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Minimum wage story left reader baffled

A long article in the Feb. 16 Pioneer about the minimum wage issue has been causing me some angst. I must not be interpreting correctly what I read. I hope someone will help to clarify.

I read about halfway down in the third column, "In a tier system, an employee whose wages plus tips equaled at least $12 an hour would stay at the current federal minimum wage of $7.25 per hour plus their tips. An employee whose wages and tips were less than $12 per hour would get $9.50 plus their tips."

So if you're an efficient and courteous waitress and the people you serve reward you with generous tips, your employer can pay you less per hour than another person who is not so efficient and courteous? This makes no sense to me. The purpose of TIPS is "To Insure Prompt Service". I have considered tips to be a kind of bonus to the waitress for the service provided. The reason for one waitress to get better tips than another should be incentive for the second one to improve his or her service to customers. Shouldn't it?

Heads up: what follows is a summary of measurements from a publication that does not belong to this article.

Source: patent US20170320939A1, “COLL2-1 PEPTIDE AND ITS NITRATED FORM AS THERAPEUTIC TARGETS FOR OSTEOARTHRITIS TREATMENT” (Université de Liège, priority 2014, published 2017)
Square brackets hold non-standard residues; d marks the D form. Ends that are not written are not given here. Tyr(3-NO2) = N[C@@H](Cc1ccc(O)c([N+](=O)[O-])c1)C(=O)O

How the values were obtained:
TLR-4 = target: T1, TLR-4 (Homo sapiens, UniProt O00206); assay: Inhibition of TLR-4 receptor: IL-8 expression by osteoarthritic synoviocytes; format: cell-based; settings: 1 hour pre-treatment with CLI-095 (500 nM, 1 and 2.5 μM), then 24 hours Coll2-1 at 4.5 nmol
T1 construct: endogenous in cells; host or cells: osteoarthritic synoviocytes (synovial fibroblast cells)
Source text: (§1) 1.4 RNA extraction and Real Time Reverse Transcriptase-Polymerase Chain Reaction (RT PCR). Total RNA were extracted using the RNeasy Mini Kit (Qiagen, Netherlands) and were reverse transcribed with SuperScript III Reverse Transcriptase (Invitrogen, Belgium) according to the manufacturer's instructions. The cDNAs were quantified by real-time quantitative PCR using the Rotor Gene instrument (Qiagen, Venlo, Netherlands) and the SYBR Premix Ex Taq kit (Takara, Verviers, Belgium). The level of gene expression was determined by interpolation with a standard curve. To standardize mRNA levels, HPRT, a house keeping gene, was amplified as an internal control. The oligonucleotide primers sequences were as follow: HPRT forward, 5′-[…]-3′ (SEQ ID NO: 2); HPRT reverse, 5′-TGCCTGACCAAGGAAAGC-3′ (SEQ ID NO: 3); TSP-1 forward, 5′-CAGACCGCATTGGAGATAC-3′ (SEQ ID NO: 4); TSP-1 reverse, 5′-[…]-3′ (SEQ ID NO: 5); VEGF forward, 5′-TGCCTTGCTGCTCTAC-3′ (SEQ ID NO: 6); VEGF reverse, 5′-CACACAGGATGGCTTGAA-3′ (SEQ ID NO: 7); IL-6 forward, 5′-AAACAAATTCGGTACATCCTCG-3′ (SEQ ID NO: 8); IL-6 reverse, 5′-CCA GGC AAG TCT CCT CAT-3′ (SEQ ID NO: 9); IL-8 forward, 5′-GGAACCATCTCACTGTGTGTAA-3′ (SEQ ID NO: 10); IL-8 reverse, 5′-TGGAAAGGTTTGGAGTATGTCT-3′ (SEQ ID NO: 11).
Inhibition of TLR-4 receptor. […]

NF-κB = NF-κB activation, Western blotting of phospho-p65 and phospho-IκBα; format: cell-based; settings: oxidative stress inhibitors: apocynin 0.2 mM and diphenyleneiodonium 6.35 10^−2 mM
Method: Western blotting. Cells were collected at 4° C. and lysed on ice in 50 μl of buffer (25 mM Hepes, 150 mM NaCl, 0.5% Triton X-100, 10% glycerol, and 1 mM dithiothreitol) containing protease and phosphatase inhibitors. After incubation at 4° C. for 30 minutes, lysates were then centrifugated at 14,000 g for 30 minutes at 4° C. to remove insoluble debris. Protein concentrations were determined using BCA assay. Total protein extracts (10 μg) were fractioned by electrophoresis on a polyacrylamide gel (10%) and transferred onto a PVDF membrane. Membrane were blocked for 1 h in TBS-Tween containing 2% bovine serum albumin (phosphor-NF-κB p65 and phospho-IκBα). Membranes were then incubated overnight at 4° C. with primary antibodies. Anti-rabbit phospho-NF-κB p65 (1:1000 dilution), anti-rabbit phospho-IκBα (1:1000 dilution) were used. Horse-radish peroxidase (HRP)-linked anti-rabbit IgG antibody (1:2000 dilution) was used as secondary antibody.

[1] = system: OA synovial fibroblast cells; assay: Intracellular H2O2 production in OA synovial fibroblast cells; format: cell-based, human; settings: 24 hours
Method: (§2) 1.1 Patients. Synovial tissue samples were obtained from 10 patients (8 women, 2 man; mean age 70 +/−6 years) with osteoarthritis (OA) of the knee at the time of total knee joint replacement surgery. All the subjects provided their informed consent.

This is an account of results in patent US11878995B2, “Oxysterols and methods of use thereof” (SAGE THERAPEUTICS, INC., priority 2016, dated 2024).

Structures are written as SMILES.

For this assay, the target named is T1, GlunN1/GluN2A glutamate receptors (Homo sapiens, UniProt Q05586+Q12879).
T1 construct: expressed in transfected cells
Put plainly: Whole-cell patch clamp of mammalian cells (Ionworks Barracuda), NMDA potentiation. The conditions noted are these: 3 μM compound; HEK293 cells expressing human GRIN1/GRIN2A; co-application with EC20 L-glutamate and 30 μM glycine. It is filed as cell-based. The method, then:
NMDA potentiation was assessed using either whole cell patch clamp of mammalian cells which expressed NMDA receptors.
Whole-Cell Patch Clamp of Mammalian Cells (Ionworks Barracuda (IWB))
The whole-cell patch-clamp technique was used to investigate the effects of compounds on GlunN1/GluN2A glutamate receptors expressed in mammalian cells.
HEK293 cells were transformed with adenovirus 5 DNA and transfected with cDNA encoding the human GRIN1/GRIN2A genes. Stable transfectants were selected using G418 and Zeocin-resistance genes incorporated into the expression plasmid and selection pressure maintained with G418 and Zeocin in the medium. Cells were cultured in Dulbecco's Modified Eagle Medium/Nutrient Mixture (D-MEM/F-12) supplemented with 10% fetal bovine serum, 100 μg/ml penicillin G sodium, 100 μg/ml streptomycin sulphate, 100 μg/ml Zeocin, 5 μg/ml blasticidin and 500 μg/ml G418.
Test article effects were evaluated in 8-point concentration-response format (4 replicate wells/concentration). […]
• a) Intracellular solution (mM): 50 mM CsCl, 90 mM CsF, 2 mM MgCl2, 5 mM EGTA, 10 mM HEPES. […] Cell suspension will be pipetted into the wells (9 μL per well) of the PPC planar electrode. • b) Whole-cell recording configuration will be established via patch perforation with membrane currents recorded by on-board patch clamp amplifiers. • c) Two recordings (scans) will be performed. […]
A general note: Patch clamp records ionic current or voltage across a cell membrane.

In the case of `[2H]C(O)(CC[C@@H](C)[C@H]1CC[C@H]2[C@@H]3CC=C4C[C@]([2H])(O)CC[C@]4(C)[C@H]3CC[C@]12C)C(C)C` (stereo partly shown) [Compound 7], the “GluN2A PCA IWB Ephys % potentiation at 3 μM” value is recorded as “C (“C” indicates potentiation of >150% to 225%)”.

In the fourth column, I read, "We have a situation in which we have a large number of low-wage jobs where people work and qualify for public assistance. We don't want to create a situation in which working more and getting job skills and moving up the income ladder sends you off the cliff of benefits so that you have a disincentive to work more." This says to me that we don't want people to improve their skills and gain higher-paying jobs because then they might not qualify for public assistance. Isn't that the whole idea? That people should be incentivized to gain job skills and higher-paying jobs so that they don't need public assistance?

I have understood that public assistance is for people who really need it, to which I heartily agree. But an able-bodied and able-minded person should not perpetually be on public assistance. Able-bodied and able-minded persons should be incentivized to gain job skills and higher-paying jobs so that they don't need public assistance. Shouldn't they?

Jan Kittleson